sullivanjc
    • RE: Why would you want ultra-fast broadband at home?

      @doctorSpoc

      It wouldn't necessarily be overkill. It ultimately depends on the number of users in your household. A 50Mbps data rate would only allow one bluray quality video to be streamed at a time. If you have teens at home, you'll probably need the capacity to watch at least 2 bluray quality movies simultaneously with some headroom to spare. That's where this sort of bandwidth would come in handy. 150Mbps sounds like a lot, but that's just barely 19MB of data transmitted every second. The price for this data rate is quite high, though.
      eMJayy
    • RE: Why would you want ultra-fast broadband at home?

      @doctorSpoc <br><br>I'm all for higher speeds. In Australia, we are currently building a National Broadband Network that will give us those increased speeds. It's like the examples mentioned in the blog, you can't see all the possible uses until it's actually there.<br><br>But if it comes to global FPS MMO gaming and to a lesser extent WoW, latency is the real problem. The light speed barrier means there's only one solution to get 50msec ping - bury massive wireless servers at the earth's core.<br><br>So Microsoft, Google and Apple - who has a mole machine?
      tonymcs@...
      • In Australia,......

        @tonymcs@...

        isn't anything worth watching blocked? ;-)
        Economister
    • RE: Why would you want ultra-fast broadband at home?

      @doctorSpoc But what about when your wife is watching another 1080p in the bedroom and your kids are playing a game at 1080p in their room and... you get the idea. It adds up.

      Steven
      sjvn
  • RE: Why would you want ultra-fast broadband at home?

    Personally Rapidshare at my house runs at 2.2 mb per second if I could get that up to 50 mb per second I would be in heaven!! so yes I'll take faster internet anytime.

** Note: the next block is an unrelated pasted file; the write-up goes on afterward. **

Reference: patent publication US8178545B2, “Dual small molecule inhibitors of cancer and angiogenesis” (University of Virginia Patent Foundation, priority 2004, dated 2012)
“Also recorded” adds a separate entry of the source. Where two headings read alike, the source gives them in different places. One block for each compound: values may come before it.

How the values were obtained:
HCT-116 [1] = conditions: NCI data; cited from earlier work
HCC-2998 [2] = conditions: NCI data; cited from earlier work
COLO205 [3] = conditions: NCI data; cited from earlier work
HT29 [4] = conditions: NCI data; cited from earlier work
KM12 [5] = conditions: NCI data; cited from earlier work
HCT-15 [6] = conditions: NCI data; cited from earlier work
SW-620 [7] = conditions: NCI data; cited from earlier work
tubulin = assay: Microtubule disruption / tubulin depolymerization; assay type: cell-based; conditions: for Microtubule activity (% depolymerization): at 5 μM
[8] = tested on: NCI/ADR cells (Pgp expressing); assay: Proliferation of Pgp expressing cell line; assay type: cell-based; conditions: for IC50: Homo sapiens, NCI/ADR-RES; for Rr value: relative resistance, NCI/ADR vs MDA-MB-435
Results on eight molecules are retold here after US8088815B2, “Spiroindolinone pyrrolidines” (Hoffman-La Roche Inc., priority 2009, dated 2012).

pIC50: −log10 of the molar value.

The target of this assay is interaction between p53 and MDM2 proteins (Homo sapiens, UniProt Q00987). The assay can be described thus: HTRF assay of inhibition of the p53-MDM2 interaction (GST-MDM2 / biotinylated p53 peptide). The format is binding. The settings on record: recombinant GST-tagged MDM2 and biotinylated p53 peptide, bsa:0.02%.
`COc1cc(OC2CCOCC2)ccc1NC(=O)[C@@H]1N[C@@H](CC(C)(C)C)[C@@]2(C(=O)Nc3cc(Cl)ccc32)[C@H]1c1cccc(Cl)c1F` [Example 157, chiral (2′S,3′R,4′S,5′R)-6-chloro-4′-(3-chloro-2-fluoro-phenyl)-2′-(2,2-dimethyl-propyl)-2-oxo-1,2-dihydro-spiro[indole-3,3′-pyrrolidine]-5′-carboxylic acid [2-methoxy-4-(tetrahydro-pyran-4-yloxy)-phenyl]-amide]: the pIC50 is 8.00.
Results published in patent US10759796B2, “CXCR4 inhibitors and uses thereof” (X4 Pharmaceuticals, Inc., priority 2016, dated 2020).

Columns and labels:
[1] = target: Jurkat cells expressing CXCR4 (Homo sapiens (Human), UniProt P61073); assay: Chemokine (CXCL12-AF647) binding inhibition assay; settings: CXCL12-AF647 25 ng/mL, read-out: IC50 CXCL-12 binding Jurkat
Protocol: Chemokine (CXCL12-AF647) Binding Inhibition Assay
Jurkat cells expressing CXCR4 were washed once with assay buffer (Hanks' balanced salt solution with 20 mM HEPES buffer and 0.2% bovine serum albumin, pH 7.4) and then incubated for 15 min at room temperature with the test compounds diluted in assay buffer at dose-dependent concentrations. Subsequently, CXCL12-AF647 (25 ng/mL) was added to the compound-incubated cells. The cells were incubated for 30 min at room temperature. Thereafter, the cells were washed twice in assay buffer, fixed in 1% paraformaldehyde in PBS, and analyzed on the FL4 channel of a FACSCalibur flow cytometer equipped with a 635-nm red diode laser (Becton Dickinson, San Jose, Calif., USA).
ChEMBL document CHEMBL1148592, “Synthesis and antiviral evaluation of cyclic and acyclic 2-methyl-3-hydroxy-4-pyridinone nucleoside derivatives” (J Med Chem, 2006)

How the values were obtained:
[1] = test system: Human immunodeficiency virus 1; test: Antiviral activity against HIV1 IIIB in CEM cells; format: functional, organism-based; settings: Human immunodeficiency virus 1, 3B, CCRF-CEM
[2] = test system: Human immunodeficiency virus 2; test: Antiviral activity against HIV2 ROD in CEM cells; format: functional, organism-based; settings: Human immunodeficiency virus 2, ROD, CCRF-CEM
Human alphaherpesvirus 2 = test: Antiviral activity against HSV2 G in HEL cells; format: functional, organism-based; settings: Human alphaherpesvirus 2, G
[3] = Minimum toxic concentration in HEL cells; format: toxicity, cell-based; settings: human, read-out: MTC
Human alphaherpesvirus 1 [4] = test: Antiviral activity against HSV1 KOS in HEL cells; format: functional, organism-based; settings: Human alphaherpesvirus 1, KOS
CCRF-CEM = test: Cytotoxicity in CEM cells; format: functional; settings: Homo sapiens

hfsma
  • RE: Why would you want ultra-fast broadband at home?

    I know why I would want ultra fast broadband, I don't know why I'd want to pay $200 a month for it.
    Loverock Davidson
    • RE: Why would you want ultra-fast broadband at home?

      @Loverock Davidson

      Is it really that much more? my all unlimited cell phone plan is only 99... what's another 100?
      hfsma
      • RE: Why would you want ultra-fast broadband at home?

        @hfsma

        ...still not enough for this service unless you're ditching your cell phone to do it.
        voyager529
  • RE: Why would you want ultra-fast broadband at home?

    The obvious, faster is better.
    Some vids would load faster and some downloads would go way fast.
    Not something that I have to have.
    My 3meg is just fine and cheap.
    MoeFugger
  • At what latency?

    I have zero use for streaming TV, but lag on my X sessions to the office are another matter.
    Yagotta B. Kidding
  • RE: Why would you want ultra-fast broadband at home?

    Couple things come to mind here.
    Firstly, most of the downloads I see are bandwidth restricted at the other end. Unless I'm grabbing a file from a fast server that's near me I'm just not going to get a full speed DL. How is this going to improve my experience, then?
    Then I have a minor correction. Most online video games (MMOs) are not streamed and the content actually resides locally. The amount of data you send and receive in a game like World of Warcraft has no relation to the resolution of the monitor. It would be the same amount of data at 1440x900 as it would be at 1920x1080 or 2560x1600.
    Proximon
    • Re: Fast Servers

      Does Net Neutrality apply here? If the server is limiting my download speed (or blocking my access to content, services, etc.) should they be required to upgrade?
      cmollerstuen
      • RE: Why would you want ultra-fast broadband at home?

        @cmollerstuen One hopes you have your tongue in your cheek. Nice try, though. I'll pass that on at our next architecture meeting!
        gjl229@...
  • RE: Why would you want ultra-fast broadband at home?

    I don't.
    james347
  • RE: Why would you want ultra-fast broadband at home?

    150Mbps is useless if:
    - The server does not allow you to download/stream at a high enough speed
    - The pipe between your home and the server is not fat enough. This is especially the case here, in Singapore. We have NBN rolling out now, at a much more affordable price, but international bandwidth is just 15Mbps. So what's the point?
    - You just plain have no use for that sort of bandwidth. For most web use, this is absolute overkill. The only stuff that needs that sort of throughput is 3x HD video (BluRay quality). Or HD video upstream.
    xristop
  • RE: Why would you want ultra-fast broadband at home?

    That's coz I want to view the shows in my internet tv software fast with no glitches and such. This is where I got it.

    http://myinternettvsoftware.com
    seangreyhanson
  • seriously?

    you're a technology writer and you think that game resolution have anything to do with with the amount of data send/received from server? buahahaha...
    sanshinron